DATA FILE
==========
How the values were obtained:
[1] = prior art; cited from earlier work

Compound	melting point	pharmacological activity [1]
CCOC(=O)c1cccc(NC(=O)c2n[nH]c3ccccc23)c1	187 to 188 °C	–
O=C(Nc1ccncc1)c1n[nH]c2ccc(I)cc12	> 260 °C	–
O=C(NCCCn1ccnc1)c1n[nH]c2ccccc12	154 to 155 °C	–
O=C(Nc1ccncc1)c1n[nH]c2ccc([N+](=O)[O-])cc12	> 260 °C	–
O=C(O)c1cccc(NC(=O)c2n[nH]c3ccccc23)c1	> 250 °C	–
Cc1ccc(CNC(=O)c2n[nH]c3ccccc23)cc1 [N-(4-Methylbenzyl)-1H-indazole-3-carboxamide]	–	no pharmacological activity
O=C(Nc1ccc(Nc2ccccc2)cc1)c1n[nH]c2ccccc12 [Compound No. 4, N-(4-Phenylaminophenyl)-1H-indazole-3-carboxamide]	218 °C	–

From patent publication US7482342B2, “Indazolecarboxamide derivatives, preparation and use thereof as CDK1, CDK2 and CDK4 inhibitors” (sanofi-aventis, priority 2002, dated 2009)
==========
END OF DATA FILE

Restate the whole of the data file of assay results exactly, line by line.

How the values were obtained:
[1] = prior art; cited from earlier work

Compound	melting point	pharmacological activity [1]
CCOC(=O)c1cccc(NC(=O)c2n[nH]c3ccccc23)c1	187 to 188 °C	–
O=C(Nc1ccncc1)c1n[nH]c2ccc(I)cc12	> 260 °C	–
O=C(NCCCn1ccnc1)c1n[nH]c2ccccc12	154 to 155 °C	–
O=C(Nc1ccncc1)c1n[nH]c2ccc([N+](=O)[O-])cc12	> 260 °C	–
O=C(O)c1cccc(NC(=O)c2n[nH]c3ccccc23)c1	> 250 °C	–
Cc1ccc(CNC(=O)c2n[nH]c3ccccc23)cc1 [N-(4-Methylbenzyl)-1H-indazole-3-carboxamide]	–	no pharmacological activity
O=C(Nc1ccc(Nc2ccccc2)cc1)c1n[nH]c2ccccc12 [Compound No. 4, N-(4-Phenylaminophenyl)-1H-indazole-3-carboxamide]	218 °C	–

From patent publication US7482342B2, “Indazolecarboxamide derivatives, preparation and use thereof as CDK1, CDK2 and CDK4 inhibitors” (sanofi-aventis, priority 2002, dated 2009)